Random Fun(?): Cubs May Have Had a Preferred Prospect Snaked by the Rays During the Snell-Darvish Talks

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Random Fun(?): Cubs May Have Had a Preferred Prospect Snaked by the Rays During the Snell-Darvish Talks

Chicago Cubs

We move ourselves so quickly into new realities that it’s easy to forget just how jarring a sports moment was as it happened. Back when the Cubs-Padres trade rumors were reaching a fever pitch on Yu Darvish, the Blake Snell trade happened so suddenly out of nowhere that, for about 12 hours, it felt like (1) the Darvish stuff was over, and (2) the Padres had simply been gaming their way into a better deal with the Rays for the pitcher they preferred. It was a seriously whoa 12 hours, which got even crazier the next morning when it broke that, no, the Padres are planning to still get Darvish, too.

We weren’t entirely wrong about the relationship between the two trades, though. Yeah, the Padres wanted both pitchers, but they were definitely using the negotiations with the Rays and Cubs to get the best deals they could on each starting pitcher. In hindsight, it was clear that Snell’s age and much smaller contract made him more valuable, but that doesn’t mean the trades didn’t impact each other, as Padres President of Baseball Operations A.J. Preller confirmed on Jon Heyman’s and Tony Gwynn, Jr.’s podcast.

Although he didn’t get into super detail about the nature of the trade talks, Preller did suggest that there was overlap in players wanted by both the Rays and the Cubs at the time those negotiations were happening, and that at some point he had to tell the team(s) that a player couldn’t be in this deal, because he was already going to be in that deal. Again, Preller was being coy, but based on the timing of the deals – Snell completed just before Darvish – it’s fair to interpret the situation as one where the Cubs had wanted at least one of the prospects that went to the Rays, but then had to reconfigure because the Snell deal was completed first.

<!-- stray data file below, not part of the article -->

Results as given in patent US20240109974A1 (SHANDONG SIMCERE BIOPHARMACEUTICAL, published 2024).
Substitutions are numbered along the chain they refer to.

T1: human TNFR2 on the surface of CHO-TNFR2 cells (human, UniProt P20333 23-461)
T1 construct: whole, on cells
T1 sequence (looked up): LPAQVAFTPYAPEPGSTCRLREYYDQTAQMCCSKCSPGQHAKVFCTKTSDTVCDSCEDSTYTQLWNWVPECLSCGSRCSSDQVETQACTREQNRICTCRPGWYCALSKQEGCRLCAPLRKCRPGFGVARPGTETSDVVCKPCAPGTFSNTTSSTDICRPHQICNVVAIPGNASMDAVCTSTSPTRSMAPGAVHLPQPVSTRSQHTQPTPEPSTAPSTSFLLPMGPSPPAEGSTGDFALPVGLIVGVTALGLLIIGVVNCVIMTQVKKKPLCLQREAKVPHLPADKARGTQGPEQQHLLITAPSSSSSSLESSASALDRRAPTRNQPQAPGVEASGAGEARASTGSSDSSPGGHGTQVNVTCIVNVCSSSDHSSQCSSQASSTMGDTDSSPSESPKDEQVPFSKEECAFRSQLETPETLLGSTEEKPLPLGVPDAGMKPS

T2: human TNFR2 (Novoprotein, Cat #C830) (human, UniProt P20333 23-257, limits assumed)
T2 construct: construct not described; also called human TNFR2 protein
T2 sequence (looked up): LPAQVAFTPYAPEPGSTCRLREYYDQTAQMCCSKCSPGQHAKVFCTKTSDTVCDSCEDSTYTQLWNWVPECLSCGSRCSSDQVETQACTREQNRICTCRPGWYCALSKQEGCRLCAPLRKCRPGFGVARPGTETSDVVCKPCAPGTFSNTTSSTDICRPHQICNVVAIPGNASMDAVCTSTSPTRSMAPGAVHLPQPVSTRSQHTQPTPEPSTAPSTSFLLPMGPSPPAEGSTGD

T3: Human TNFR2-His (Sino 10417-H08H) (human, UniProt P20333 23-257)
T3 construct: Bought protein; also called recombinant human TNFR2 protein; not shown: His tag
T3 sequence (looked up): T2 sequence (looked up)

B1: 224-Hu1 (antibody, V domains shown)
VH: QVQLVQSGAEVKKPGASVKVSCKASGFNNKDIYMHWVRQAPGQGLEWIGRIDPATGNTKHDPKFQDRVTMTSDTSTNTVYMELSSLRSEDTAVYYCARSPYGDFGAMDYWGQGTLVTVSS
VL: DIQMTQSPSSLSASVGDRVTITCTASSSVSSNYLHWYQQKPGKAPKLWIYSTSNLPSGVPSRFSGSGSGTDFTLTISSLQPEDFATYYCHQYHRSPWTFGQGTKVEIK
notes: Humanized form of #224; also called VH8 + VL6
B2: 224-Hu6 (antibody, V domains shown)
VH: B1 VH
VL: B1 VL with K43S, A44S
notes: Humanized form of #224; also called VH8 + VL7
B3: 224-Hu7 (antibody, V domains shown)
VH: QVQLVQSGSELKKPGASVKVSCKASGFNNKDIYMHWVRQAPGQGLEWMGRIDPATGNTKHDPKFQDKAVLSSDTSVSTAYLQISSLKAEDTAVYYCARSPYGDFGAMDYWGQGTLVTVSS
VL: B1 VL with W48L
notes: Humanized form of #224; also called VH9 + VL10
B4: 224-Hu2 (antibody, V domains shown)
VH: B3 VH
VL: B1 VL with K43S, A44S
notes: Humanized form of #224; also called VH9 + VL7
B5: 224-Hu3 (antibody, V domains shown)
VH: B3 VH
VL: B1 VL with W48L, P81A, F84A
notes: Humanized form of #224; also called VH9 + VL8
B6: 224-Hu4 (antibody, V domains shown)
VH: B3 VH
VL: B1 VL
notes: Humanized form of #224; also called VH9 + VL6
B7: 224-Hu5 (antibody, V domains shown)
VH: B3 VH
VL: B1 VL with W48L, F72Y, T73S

The Snell package was pretty robust: RHP Luis Patiño, RHP Cole Wilcox, C Francisco Mejía, C Blake Hunt. And I think I know which of the four prospects would’ve been the overlap with the Cubs’ talks.

Patiño was the only top 100 type, and we know that the Cubs affirmatively wanted a large pool of prospects in the return, rather than a consolidation into one top prospect. Pretty good bet the overlap was not Patiño. Mejia, a post-hype catcher, wouldn’t have made sense, so cross him off, too. Hunt, a 22-year-old rising catching prospect who’d been drafted back in 2017, could have made some sense on the general thinking that you get his bat in the system and then figure out what to do with ANOTHER top catching prospect later on. There were rumors of the Cubs being interested in Luis Campusano, an even better 22-year-old catching prospect (and remember those Mets rumors about Kris Bryant? The named prospect there was yet another similarly-aged catching prospect, so maybe the Cubs really did want another possible Willson Contreras replacement in a couple years, in addition to Miguel Amaya?). Still, it seems odd that they’d specifically be targeting Hunt, a true catching prospect who was due for 40-man placement after this season.

Instead, of the four in the deal, I’ve gotta say that Wilcox would’ve been the one that made the most sense. Consider that the 21-year-old pitching prospect had just been drafted there in 2020, signed massively over slot in the third round, and would’ve been scouted very closely by the Cubs that year (the Padres’ second rounder, Owen Caissie, wound up in the Darvish trade). The Cubs’ ultimate package for Darvish focused heavily on newer prospects, whom the Cubs would’ve scouted recently, and who hadn’t yet flown up the prospect lists. That’s Wilcox.

So basically, we can conclude that the Cubs probably wanted Wilcox in the Darvish deal, but the Rays also wanted him, and the Padres preferred to ensure they could get Snell done before finalizing the Darvish trade. Never a bad sign when your scouting is turning you onto the same names as the Rays, but now we’ll watch Wilcox’s career and wonder what might’ve been if he turns into a stud.

As for how the Cubs’ deal wound up, there was no big, young, hard-throwing pitching prospect swapped in, so we’ll definitely be left to guess who/how Wilcox was replaced. In the end, I still very much like the prospects the Cubs got in the Darvish deal, I just find it tough to get over the hump of not having been able to target more established, higher-floor (but still high-upside) prospects like the Rays did for Snell.

Author: Brett Taylor

Brett Taylor is the Editor and Lead Cubs Writer at Bleacher Nation, and you can find him on Twitter at @BleacherNation and @Brett_A_Taylor.